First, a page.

•         Potential impacts of temporary road prisms and other project activities on soil and water resources are presented in sections 3.2.1, 3.6, and 3.7 of the EA.
  •         Proposing temporary roads is not, from our perspective, an “accounting trick”, but rather an attempt to tread as lightly as possible on the landscape while meeting management objectives.

Other topics addressed in the EA include the direct, indirect, and cumulative effects to management indicator species, communities, and special habitats; proposed, endangered, and threatened species; regionally sensitive and forest concern species; old growth forest; air resources; timber resources; heritage resources; recreation resources; scenery; social and economic considerations; road management; and climate change.

The Forest Service specialists who are tasked with managing the Nantahala National Forest take seriously the responsibility entrusted to them by the American people and strive to balance the needs of the ecosystem with the often conflicting desires of the public. We are currently reviewing all comments on the Buck Project and anticipate releasing a draft decisional EA and draft Decision Notice later this summer. You will be receiving those documents by email when they are released for the 45 day objection period. Until then, should you have any additional questions, please feel free to contact me.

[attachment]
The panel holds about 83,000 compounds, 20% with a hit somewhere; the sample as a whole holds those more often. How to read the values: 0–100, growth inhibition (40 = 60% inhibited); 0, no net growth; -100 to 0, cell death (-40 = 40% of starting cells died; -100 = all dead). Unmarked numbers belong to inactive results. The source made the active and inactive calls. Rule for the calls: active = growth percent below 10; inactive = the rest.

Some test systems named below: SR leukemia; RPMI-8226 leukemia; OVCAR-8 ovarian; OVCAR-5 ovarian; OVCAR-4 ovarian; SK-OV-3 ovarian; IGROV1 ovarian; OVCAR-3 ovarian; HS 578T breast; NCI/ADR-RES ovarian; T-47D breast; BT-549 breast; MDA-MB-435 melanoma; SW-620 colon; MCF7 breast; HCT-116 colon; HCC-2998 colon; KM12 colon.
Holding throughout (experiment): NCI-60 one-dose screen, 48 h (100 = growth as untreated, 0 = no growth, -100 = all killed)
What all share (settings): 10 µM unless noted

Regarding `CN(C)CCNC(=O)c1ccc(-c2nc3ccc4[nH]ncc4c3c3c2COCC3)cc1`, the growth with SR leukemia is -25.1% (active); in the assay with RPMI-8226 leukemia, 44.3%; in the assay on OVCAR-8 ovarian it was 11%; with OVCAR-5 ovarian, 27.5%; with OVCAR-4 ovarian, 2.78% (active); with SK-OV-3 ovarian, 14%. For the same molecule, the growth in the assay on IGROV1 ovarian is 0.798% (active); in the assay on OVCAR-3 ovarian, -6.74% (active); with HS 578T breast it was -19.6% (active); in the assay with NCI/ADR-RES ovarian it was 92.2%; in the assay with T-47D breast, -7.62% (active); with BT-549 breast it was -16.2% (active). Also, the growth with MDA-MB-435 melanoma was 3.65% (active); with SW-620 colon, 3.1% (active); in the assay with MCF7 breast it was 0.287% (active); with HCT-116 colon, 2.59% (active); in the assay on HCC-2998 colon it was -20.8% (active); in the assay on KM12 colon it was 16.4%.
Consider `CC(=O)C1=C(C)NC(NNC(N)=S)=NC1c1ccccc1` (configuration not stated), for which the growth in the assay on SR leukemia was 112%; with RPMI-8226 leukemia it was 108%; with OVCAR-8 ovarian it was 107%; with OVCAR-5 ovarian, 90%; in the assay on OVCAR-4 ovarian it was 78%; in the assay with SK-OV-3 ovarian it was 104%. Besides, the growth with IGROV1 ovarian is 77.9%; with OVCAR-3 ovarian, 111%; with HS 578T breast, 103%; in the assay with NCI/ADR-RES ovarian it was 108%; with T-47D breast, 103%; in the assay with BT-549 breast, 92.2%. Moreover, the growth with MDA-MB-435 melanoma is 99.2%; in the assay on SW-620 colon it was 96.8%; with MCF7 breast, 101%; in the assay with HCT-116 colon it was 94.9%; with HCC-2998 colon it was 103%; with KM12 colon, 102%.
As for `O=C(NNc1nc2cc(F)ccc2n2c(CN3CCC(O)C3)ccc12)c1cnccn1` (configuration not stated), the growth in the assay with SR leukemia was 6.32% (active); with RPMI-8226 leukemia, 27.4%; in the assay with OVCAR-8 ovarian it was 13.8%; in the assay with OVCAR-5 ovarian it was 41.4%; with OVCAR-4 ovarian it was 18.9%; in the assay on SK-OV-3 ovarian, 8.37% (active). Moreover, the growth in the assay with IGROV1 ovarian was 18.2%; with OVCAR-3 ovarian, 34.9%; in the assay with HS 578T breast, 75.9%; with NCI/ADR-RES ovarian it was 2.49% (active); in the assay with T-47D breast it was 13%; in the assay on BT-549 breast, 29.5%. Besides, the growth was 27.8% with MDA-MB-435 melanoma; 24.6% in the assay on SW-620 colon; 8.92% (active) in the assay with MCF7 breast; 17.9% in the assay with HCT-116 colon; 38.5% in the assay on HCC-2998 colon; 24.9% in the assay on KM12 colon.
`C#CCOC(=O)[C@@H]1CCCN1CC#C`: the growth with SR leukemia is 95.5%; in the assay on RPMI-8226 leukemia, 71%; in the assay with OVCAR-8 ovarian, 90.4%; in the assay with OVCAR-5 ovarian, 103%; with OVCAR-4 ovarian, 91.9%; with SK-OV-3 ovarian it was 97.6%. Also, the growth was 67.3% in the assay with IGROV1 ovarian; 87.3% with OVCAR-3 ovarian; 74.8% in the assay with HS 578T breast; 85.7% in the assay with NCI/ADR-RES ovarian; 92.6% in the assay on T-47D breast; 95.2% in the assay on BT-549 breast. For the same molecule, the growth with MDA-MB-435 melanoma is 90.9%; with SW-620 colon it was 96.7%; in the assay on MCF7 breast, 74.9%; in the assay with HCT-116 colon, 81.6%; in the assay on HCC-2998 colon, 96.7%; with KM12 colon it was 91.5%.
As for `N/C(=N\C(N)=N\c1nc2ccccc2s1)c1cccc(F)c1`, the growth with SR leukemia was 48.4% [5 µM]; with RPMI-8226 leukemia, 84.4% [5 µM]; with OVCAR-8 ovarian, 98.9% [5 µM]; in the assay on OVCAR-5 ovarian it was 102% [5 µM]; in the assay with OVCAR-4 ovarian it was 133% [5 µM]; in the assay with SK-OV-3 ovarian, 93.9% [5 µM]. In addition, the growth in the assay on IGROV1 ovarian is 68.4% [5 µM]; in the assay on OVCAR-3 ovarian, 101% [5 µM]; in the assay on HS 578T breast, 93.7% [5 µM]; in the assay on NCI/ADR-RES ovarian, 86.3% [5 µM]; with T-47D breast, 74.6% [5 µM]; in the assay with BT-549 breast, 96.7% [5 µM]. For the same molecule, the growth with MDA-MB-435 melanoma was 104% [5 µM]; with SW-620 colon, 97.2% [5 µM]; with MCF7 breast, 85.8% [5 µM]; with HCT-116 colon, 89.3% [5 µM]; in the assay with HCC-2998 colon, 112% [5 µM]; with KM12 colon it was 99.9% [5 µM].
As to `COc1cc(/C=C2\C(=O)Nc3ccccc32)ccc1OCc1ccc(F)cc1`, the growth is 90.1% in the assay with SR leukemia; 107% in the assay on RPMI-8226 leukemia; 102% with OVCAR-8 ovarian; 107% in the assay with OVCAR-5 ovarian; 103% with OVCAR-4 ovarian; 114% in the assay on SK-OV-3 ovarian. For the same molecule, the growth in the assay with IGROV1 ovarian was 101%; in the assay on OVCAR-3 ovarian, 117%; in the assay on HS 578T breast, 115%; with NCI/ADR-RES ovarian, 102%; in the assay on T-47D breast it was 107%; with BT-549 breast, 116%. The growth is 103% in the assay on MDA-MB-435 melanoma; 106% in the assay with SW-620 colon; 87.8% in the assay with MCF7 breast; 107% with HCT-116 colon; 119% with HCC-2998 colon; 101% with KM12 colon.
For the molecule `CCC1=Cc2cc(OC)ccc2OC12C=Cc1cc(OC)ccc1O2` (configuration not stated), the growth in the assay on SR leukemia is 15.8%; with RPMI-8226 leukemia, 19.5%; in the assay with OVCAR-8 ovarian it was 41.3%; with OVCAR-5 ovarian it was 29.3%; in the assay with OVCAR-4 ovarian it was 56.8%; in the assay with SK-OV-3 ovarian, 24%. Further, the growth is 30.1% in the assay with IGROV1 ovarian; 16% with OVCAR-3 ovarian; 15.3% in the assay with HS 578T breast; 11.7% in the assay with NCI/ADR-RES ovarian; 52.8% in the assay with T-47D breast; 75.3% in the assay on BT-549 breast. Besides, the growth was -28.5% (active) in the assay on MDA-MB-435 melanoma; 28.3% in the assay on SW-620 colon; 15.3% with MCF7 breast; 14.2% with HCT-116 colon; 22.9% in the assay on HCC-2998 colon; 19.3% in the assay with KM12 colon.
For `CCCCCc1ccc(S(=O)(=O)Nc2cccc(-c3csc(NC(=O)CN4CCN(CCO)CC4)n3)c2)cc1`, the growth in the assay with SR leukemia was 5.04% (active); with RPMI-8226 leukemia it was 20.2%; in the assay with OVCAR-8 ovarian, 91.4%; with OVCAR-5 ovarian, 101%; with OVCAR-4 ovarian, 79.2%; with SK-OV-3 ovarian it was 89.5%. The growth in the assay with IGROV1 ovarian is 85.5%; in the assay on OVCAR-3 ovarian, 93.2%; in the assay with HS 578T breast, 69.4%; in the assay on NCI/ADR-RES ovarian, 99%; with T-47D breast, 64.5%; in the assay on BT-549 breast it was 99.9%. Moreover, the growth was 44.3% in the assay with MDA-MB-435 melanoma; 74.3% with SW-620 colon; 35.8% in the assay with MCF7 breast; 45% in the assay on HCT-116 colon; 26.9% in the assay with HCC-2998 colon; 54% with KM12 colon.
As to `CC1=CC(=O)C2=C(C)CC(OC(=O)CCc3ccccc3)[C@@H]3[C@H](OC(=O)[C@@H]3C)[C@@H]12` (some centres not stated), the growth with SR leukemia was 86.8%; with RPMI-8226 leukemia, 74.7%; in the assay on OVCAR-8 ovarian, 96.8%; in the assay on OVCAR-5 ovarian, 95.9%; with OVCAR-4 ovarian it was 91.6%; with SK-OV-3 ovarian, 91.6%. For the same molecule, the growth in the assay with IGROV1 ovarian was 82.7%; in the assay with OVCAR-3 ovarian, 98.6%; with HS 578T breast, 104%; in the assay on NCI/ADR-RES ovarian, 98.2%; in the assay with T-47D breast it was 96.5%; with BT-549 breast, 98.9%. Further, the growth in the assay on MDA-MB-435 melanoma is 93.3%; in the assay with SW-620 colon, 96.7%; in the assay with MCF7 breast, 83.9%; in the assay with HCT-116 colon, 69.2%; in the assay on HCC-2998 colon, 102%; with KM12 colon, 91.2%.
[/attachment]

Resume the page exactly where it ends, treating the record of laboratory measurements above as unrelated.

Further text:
Best, 

Steverson

Steverson Moffat, Ph.D.

NEPA Planning Team Leader, Forest Service, Nantahala National Forest


Western North Carolina is blessed with more than 1.5 million acres of public land, including Nantahala-Pisgah National Forest, Great Smoky Mountains National Park, the Blue Ridge Parkway and several state-owned parks, forests and natural areas. These public lands support the headwaters of our rivers, beautiful mountain vistas, one of the most diverse temperate forests on the planet, and a thriving economy in tourism, crafts and recreation.
During its 30-year history, WNCA (now MountainTrue) has twice prevented logging in the Asheville Watershed, first in 1990 and again in 2004. Eventually the City of Asheville placed a conservation easement over 17,356 acres of the watershed.